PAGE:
Importance of housing underestimated
by Paul Nicolson
In Rethinking Poverty Barry Knight and the Webb Memorial Trust turned to participatory research to provide opportunities for ‘…individuals on low incomes to develop and express their own ideas’. They rightly began by listening. Likewise, work by the Zacchaeus 2000 Trust (Z2K) with the poorest debtors in London is based on listening.
In 1997, in the aftermath of the poll tax when arrears were still being ferociously enforced, Z2K asked the government what research it was undertaking into the minimum income families need for healthy living. The answer was none. Z2K raised £100,000 to enable the Family Budget Unit to research the minimum income requirement for a couple and a single parent each with two young children. ‘Low Cost but Acceptable: A minimum income standard for the UK’ was published by Policy Press and Z2K in 1999. It showed that unemployment benefits were £39 a week below the minimum income needed after housing costs. Z2K took the research to Unison and London Citizens, who used it to launch the Living Wage campaign in 2001 and to persuade Mayor Ken Livingstone and the Greater London Authority to launch the London Living Wage in 2005.
I feel Rethinking Poverty greatly underestimates the importance of housing for a good life. In contrast, the young people who drafted the Webb-funded Poverty Ends Now (PEN) manifesto, place housing front and centre of their response to poverty:
- A minimum standard of living, not just surviving, for every family in Britain.
- Equal school experience for all.
- Affordable decent homes for everyone.
- Access to affordable healthy meals for every young person.
- A feeling of safety within their communities and at home for every young person.
- Affordable transport for all young people everywhere.
The PEN children’s manifesto of six principles suggests that the five principles for a good life presented in Rethinking Poverty is one short. “Affordable decent homes for everyone” ought to be added to the list. We then have:
- We all have a decent basic standard of living
- And affordable decent homes for everyone
- So we are secure and free to choose how to lead our own lives.
- Developing our potential and flourishing materially and emotionally
- Participating, contributing and treating all with care and respect
- And building a fair and sustainable future for the next generation
On page 95 of this important book the centrality of housing in creating a good society is inadvertently obliterated. Barry Knight quotes BBC editor, Mark Easton, who correctly noted in June 2015 that data ‘so far offers no evidence as to whether welfare reform has a negative or a positive effect on poverty’. Knight states that ‘the evidence is far from conclusive either way.’ I suggest that it is the data that is at fault. The amount left in unemployment benefits after housing costs for a single adult decreased dramatically from 21 per cent of average earnings in 1979 to 10.5 per cent in 2008, according to Professor Jonathan Bradshaw. Subsequent freezes of unemployment benefits, the bedroom tax, the benefit cap, changes in local housing allowance and the cut in council tax benefit alongside increasing rents have together resulted in greater levels of destitution than is acknowledged in Rethinking Poverty. The greatest unfairness of UK poverty lies in the growing inequality between renters and landlords/landowners.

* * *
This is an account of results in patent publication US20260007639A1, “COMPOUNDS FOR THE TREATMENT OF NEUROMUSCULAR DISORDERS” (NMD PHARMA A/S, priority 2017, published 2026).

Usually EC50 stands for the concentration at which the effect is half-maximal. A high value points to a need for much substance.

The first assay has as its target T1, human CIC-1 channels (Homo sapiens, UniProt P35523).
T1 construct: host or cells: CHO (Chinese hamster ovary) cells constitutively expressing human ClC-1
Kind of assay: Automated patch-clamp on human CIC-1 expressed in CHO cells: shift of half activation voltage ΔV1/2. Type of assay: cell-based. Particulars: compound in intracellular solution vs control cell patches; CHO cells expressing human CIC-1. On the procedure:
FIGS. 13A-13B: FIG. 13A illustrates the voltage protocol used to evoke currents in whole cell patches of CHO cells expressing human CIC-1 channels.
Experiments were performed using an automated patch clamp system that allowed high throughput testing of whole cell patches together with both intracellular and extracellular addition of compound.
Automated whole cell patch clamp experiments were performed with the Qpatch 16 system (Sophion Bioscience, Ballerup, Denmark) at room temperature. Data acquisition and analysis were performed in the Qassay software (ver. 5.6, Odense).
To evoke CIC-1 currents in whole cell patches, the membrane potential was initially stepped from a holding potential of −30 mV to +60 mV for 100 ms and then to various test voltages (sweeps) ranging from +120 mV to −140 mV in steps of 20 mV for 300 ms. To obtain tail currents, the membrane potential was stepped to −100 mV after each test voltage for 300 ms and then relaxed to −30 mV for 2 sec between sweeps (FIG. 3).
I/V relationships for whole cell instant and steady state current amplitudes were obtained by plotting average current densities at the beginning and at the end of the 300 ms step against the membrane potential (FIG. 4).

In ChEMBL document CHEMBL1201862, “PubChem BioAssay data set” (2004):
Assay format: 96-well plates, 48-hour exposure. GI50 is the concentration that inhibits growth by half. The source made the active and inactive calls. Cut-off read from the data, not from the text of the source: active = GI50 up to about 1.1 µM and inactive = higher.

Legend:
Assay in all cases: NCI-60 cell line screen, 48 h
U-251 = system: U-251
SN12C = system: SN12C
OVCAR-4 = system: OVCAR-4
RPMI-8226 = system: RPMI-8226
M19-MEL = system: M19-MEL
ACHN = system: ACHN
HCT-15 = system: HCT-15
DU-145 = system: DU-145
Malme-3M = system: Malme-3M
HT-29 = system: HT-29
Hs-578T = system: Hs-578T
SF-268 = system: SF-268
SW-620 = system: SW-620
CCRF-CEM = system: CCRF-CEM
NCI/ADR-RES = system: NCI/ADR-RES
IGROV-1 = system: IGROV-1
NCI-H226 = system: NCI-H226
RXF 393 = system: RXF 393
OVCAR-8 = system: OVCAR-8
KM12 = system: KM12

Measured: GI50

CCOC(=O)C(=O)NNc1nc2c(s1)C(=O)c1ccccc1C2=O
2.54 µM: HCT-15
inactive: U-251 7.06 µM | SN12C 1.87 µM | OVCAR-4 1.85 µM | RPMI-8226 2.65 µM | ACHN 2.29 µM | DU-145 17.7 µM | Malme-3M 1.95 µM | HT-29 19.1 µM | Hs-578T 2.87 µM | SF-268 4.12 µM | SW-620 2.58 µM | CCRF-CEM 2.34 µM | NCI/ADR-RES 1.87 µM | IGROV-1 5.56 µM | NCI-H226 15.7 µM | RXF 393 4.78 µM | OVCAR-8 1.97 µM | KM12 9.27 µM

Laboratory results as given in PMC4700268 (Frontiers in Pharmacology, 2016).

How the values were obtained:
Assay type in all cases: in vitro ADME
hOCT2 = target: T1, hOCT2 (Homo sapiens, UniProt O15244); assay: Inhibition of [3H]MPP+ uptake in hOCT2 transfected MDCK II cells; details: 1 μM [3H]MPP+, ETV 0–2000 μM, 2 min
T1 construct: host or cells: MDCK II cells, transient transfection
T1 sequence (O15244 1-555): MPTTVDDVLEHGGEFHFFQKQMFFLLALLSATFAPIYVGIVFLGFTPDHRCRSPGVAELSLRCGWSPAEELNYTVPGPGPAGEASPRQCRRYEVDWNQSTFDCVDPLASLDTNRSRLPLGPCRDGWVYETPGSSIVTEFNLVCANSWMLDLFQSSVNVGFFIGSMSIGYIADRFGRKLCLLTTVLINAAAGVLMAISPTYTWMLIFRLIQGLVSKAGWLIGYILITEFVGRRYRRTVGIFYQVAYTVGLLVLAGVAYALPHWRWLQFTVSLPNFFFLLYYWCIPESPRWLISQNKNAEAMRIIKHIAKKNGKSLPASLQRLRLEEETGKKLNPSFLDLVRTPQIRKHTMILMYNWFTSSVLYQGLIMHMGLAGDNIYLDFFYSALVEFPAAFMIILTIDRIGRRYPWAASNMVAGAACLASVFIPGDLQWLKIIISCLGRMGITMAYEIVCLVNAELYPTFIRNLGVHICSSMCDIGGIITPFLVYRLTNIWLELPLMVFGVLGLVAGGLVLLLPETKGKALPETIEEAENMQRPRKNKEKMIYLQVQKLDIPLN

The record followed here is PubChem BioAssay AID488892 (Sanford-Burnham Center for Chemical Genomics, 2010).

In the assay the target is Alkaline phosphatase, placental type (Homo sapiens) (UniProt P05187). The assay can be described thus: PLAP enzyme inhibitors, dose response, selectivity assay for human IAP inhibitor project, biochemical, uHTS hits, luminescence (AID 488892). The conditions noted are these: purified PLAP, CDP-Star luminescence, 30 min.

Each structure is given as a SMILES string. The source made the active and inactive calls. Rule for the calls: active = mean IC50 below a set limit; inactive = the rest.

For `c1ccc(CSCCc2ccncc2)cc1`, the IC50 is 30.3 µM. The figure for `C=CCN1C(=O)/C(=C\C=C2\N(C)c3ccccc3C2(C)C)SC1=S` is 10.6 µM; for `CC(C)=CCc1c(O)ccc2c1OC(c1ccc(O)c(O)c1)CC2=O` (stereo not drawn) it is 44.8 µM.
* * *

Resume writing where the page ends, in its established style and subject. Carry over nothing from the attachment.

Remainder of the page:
Decades of ignoring the ravages of the housing market has resulted, for the poorest renters and tenants, in the demolition of the very security and fairness which underpin the good society discussed in Rethinking Poverty. Any remedy will need not only leadership from the community but a rethink of governmental culture at national and local level.
Rev Paul Nicolson founded Z2K in 1997 and Taxpayers Against Poverty in 2012
Read more from the Rethinking Poverty discussion forum:
- Starting a conversation – Associate Editor of Alliance magazine, Andrew Milner, on the launch of Rethinking Poverty
- Imagining a new future – former Joseph Rowntree Charitable Trust Secretary, Stephen Pittam on Rethinking Poverty
- Let’s talk about security and freedom – Webb Memorial Trust Director, Barry Knight